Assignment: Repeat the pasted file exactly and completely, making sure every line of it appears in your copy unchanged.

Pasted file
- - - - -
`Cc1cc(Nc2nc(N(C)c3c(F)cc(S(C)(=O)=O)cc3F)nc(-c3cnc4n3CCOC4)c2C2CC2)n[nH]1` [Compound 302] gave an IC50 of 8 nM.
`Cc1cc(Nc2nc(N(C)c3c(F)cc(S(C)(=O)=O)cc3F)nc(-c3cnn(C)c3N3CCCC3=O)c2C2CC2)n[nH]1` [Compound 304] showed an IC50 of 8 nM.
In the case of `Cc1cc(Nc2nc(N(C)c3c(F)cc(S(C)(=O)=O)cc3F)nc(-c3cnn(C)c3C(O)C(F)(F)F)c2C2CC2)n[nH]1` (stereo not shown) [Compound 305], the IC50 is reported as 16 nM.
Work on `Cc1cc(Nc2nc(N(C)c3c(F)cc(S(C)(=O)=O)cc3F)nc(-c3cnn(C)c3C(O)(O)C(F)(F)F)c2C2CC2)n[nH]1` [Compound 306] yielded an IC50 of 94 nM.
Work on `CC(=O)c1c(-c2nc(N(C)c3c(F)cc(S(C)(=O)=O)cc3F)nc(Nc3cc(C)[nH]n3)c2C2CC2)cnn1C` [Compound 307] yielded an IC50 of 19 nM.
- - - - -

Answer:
`Cc1cc(Nc2nc(N(C)c3c(F)cc(S(C)(=O)=O)cc3F)nc(-c3cnc4n3CCOC4)c2C2CC2)n[nH]1` [Compound 302] gave an IC50 of 8 nM.
`Cc1cc(Nc2nc(N(C)c3c(F)cc(S(C)(=O)=O)cc3F)nc(-c3cnn(C)c3N3CCCC3=O)c2C2CC2)n[nH]1` [Compound 304] showed an IC50 of 8 nM.
In the case of `Cc1cc(Nc2nc(N(C)c3c(F)cc(S(C)(=O)=O)cc3F)nc(-c3cnn(C)c3C(O)C(F)(F)F)c2C2CC2)n[nH]1` (stereo not shown) [Compound 305], the IC50 is reported as 16 nM.
Work on `Cc1cc(Nc2nc(N(C)c3c(F)cc(S(C)(=O)=O)cc3F)nc(-c3cnn(C)c3C(O)(O)C(F)(F)F)c2C2CC2)n[nH]1` [Compound 306] yielded an IC50 of 94 nM.
Work on `CC(=O)c1c(-c2nc(N(C)c3c(F)cc(S(C)(=O)=O)cc3F)nc(Nc3cc(C)[nH]n3)c2C2CC2)cnn1C` [Compound 307] yielded an IC50 of 19 nM.